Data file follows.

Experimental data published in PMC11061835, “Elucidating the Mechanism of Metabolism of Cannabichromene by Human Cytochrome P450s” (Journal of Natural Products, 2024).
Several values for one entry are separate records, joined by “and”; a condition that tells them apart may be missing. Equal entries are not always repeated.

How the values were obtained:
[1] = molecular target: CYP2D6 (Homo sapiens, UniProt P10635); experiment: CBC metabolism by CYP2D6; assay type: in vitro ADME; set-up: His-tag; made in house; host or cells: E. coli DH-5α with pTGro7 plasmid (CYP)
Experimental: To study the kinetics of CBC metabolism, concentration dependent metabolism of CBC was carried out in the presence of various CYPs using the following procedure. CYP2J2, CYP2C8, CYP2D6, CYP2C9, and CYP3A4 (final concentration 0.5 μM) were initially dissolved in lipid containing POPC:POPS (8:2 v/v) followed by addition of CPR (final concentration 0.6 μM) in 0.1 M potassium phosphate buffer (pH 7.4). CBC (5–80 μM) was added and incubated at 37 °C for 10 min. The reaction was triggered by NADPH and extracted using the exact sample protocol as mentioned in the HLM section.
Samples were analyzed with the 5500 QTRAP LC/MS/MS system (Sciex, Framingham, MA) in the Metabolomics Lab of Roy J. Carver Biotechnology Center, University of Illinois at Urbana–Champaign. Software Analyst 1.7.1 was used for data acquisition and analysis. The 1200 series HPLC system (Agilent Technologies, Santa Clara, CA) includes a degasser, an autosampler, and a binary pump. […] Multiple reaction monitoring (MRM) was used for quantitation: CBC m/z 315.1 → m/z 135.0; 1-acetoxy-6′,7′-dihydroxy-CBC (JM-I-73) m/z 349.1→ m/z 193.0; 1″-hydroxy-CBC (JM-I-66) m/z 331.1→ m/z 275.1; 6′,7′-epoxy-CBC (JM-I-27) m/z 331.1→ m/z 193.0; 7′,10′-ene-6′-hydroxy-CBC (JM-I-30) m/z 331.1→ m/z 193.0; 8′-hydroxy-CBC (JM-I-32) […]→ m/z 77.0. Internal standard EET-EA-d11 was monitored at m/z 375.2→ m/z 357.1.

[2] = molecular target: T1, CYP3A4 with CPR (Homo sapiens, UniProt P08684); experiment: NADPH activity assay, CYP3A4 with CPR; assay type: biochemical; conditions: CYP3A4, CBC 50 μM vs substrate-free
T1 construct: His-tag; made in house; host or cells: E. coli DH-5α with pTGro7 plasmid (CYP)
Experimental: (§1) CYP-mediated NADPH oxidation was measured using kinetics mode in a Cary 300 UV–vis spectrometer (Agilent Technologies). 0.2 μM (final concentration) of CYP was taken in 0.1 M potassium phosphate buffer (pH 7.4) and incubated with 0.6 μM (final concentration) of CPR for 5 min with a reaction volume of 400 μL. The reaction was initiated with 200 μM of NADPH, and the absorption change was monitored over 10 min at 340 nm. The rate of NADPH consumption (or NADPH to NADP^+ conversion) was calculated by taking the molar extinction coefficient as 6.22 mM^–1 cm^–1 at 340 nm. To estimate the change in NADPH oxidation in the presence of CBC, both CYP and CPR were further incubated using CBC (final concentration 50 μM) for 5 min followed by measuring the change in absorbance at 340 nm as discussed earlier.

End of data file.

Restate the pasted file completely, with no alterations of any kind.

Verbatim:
Experimental data published in PMC11061835, “Elucidating the Mechanism of Metabolism of Cannabichromene by Human Cytochrome P450s” (Journal of Natural Products, 2024).
Several values for one entry are separate records, joined by “and”; a condition that tells them apart may be missing. Equal entries are not always repeated.

How the values were obtained:
[1] = molecular target: CYP2D6 (Homo sapiens, UniProt P10635); experiment: CBC metabolism by CYP2D6; assay type: in vitro ADME; set-up: His-tag; made in house; host or cells: E. coli DH-5α with pTGro7 plasmid (CYP)
Experimental: To study the kinetics of CBC metabolism, concentration dependent metabolism of CBC was carried out in the presence of various CYPs using the following procedure. CYP2J2, CYP2C8, CYP2D6, CYP2C9, and CYP3A4 (final concentration 0.5 μM) were initially dissolved in lipid containing POPC:POPS (8:2 v/v) followed by addition of CPR (final concentration 0.6 μM) in 0.1 M potassium phosphate buffer (pH 7.4). CBC (5–80 μM) was added and incubated at 37 °C for 10 min. The reaction was triggered by NADPH and extracted using the exact sample protocol as mentioned in the HLM section.
Samples were analyzed with the 5500 QTRAP LC/MS/MS system (Sciex, Framingham, MA) in the Metabolomics Lab of Roy J. Carver Biotechnology Center, University of Illinois at Urbana–Champaign. Software Analyst 1.7.1 was used for data acquisition and analysis. The 1200 series HPLC system (Agilent Technologies, Santa Clara, CA) includes a degasser, an autosampler, and a binary pump. […] Multiple reaction monitoring (MRM) was used for quantitation: CBC m/z 315.1 → m/z 135.0; 1-acetoxy-6′,7′-dihydroxy-CBC (JM-I-73) m/z 349.1→ m/z 193.0; 1″-hydroxy-CBC (JM-I-66) m/z 331.1→ m/z 275.1; 6′,7′-epoxy-CBC (JM-I-27) m/z 331.1→ m/z 193.0; 7′,10′-ene-6′-hydroxy-CBC (JM-I-30) m/z 331.1→ m/z 193.0; 8′-hydroxy-CBC (JM-I-32) […]→ m/z 77.0. Internal standard EET-EA-d11 was monitored at m/z 375.2→ m/z 357.1.

[2] = molecular target: T1, CYP3A4 with CPR (Homo sapiens, UniProt P08684); experiment: NADPH activity assay, CYP3A4 with CPR; assay type: biochemical; conditions: CYP3A4, CBC 50 μM vs substrate-free
T1 construct: His-tag; made in house; host or cells: E. coli DH-5α with pTGro7 plasmid (CYP)
Experimental: (§1) CYP-mediated NADPH oxidation was measured using kinetics mode in a Cary 300 UV–vis spectrometer (Agilent Technologies). 0.2 μM (final concentration) of CYP was taken in 0.1 M potassium phosphate buffer (pH 7.4) and incubated with 0.6 μM (final concentration) of CPR for 5 min with a reaction volume of 400 μL. The reaction was initiated with 200 μM of NADPH, and the absorption change was monitored over 10 min at 340 nm. The rate of NADPH consumption (or NADPH to NADP^+ conversion) was calculated by taking the molar extinction coefficient as 6.22 mM^–1 cm^–1 at 340 nm. To estimate the change in NADPH oxidation in the presence of CBC, both CYP and CPR were further incubated using CBC (final concentration 50 μM) for 5 min followed by measuring the change in absorbance at 340 nm as discussed earlier.